Technically, sparkling wine including Champagne can be made to many degrees of sweetness, dry to sweet, and in between. The French have a very strict way of categorizing sweetness and the rest of the world uses these terms to describe levels of sweetness on wine labels. The levels/terms of dry to sweet are: Extra Brut or Brut Nature which contains about 0 – 6 grams of sugar per litre. Remember red wine is normally around 1 gram of sugar per litre – with Brut Nature being less than 3 grams thus making it dry; Brut has around 6 to 12 grams of sugar per litre. At this level of sweetness, you will find many of the very best and most recognizable Champagnes with this level of dryness/sweetness in the market; Extra Sec styles contain around 12 – 17 grams of sugar per liter, and at this level, one will notice the sweetness on the palate; Sec style has a level of sweetness that is quite sweet at 17 – 32 grams of sugar per liter, fabulous with Asian or spicy dishes but I’m not fan of drinking this level of sweetness without food; Demi-Sec style has approximately 32 – 50 grs per liter, it’s very sweet; and finally Doux style with over 50 grams of sugar per liter, I don’t see many nowadays but great with dessert.
For Prosecco, there are only three levels of sweetness Brut, Extra Dry and Dry, with Dry being the sweetest. Here is how it works, If you prefer your Prosecco in a drier style, you want to be looking for ‘Brut’, which is allowed up to 12 grams of residual sugar per litre, ‘Extra Dry’ means it has 12-17 grams per litre and ‘Dry’ can be 17-32 grams per litre. Sadly, there is a consumer myth that Prosecco is sweet when technically it is not, but rather quite dry. In fact, Prosecco can be much drier than many of the Champagne styles.
Other terms used in Sparkling Wine/Champagne
Cuvée on a label can have multiple meanings. For example, it may denote the first press – the first extraction of the grape juice meaning the best or purist juice. On the other hand, Cuvée may mean a blend of juice like different vintages, different blocks of sourced grapes, or different barrels used etc. Non-Vintage usually means sparkling wines that have been made from a blend of wines made from very different years or vintages. Vintage with a year shown means the year the grapes were harvested. The word Spumante on a wine label basically means the wine is an Italian sparkling wine made in either the Method Traditionelle or Charmat Method and is not a classification of sweetness. Frizzante means a semi-sparkling wine usually with about half the fizz of normal sparkling wine – so fewer bubbles. Col Fondo is mainly associated with Prosecco and means unfiltered, unfined and without any additions. The result is a dryer Prosecco with a cloudy appearance and a more complicated palate.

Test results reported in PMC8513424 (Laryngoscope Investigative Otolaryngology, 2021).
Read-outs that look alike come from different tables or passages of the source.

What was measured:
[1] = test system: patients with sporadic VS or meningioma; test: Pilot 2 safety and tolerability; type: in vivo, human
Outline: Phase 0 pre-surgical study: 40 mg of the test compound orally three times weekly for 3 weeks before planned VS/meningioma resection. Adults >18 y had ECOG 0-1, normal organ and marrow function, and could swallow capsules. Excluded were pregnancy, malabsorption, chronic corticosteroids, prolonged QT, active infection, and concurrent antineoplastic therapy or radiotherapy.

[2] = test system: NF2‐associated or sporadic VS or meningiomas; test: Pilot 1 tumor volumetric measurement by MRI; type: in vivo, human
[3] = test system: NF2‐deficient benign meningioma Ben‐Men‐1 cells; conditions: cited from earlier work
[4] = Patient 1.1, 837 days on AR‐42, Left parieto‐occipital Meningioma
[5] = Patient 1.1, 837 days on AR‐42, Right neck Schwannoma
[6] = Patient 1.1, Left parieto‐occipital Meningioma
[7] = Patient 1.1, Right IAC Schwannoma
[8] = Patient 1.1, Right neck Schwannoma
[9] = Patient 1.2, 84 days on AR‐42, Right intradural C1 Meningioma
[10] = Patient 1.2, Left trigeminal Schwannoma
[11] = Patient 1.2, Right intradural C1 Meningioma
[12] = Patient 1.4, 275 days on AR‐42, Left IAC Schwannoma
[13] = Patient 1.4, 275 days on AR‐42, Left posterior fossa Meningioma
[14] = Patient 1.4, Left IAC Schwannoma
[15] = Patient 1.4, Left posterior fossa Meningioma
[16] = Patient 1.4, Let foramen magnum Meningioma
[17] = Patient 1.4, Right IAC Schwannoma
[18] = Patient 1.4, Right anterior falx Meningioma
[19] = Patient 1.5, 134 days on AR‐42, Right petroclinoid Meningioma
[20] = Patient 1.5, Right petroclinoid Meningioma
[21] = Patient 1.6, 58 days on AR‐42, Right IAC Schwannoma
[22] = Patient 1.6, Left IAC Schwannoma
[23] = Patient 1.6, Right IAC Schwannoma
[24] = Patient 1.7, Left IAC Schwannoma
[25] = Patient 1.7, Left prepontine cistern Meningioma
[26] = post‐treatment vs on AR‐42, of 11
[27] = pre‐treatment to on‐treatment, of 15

What to drink?
In Champagne, try Canard-Duchene Authentic Brut. The house was established in 1868 and produces cracking good Champagnes. The story goes this house was born out of love where Victor Canard, a barrel-maker, and Léonie Duchêne, a grower’s daughter become lovers and eventually created the Canard-Duchene House. The house received the Trophy for the Best Sparkling Winery in 2012 and bears the Russian Imperial Family’s coat of arms on all their labels. The Brut which is a stunner and a pure aperitif style has 7 grams of sugar and is made of 40% Pinot Noir, 40% Pinot Meunier and 20% Chardonnay. Strawberry and green apple on the nose and palate, crisp and clean to the finish. Just yum!
In Prosecco look out for Salatin Extra Dry Prosecco DOC. Salatin is a 75-hectare property/winery in the Treviso region of Veneto and has a 500-year family history. The grapes are grown in the UNESCO-listed Prosecco Hills of Grave del Friuli and DOC Venezia. The wine is made from 100% Glera grapes and has aromas of green apples and grapefruits while the palate is full-bodied with pleasant crisp acidity, extra dry to the taste and made using the Charmat Method.
Next try Rosnay’s “Pétillant Naturel”, a sparkling but not just any sparkling. Rosnay is Canowindra’s (near Cowra in western NSW) first organic vineyard and farm and is only just eight kilometres from the centre of town. The farm was established in 1977 by Richard and Florence Statham and their sons Sam, Nick and Oliver. The wine is made from 100% Chardonnay and is crown-sealed (a beer bottle cap) with no filtering or fining or added dosage thus making the wine cloudy and as natural as you can get. The wine is vibrant, fruity and spritz with no sulphites, added yeast, fining agents or any other additives, and is also low in alcohol. Easy to drink and refreshing, this wine pairs well on its own or with fried and or salty foods.
Finally, try Golding’s Last Hurrah Sparkling. The Golding family story began in the Adelaide Hills three generations ago as market gardeners but it was not until 2002 did the Goldings decide to create a winery and the Golding wine label was born. The property has 27 hectares of vines growing Sauvignon Blanc, Pinot Gris, Chardonnay, Pinot Noir, Gamay, Cabernet Sauvignon and Shiraz. The wines are made by the very capable Tash Mooney of notable Fox Gordon fame. The Last Hurrah sparkling is made with 50% Pinot Noir and 50% Chardonnay grown and sourced from Lenswood in the Adelaide Hills. The wine has 9 grams of sugar and with strawberry and crunchy green apple on both the nose and palate. The wine finishes clean and crisp and is delicious. A real crowd pleaser.
Enjoy happy but safe drinking. You can catch Peter on Facebook abd on Twitter & Instagram as @peterpanwine